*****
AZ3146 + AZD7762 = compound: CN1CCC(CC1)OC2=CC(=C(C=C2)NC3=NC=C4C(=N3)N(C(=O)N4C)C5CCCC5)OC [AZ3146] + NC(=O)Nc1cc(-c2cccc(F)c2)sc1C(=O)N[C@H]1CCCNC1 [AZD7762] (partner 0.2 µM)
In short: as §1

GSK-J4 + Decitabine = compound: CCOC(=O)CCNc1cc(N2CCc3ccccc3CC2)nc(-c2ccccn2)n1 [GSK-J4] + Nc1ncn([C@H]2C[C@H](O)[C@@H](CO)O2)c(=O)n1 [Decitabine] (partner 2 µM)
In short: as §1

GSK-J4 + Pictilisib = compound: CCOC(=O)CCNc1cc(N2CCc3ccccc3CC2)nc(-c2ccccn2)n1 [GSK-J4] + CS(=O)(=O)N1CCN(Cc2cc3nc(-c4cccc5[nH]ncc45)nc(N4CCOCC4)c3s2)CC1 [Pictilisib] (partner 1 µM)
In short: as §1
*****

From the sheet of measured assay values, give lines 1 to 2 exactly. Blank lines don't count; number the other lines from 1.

AZ3146 + AZD7762 = compound: CN1CCC(CC1)OC2=CC(=C(C=C2)NC3=NC=C4C(=N3)N(C(=O)N4C)C5CCCC5)OC [AZ3146] + NC(=O)Nc1cc(-c2cccc(F)c2)sc1C(=O)N[C@H]1CCCNC1 [AZD7762] (partner 0.2 µM)
In short: as §1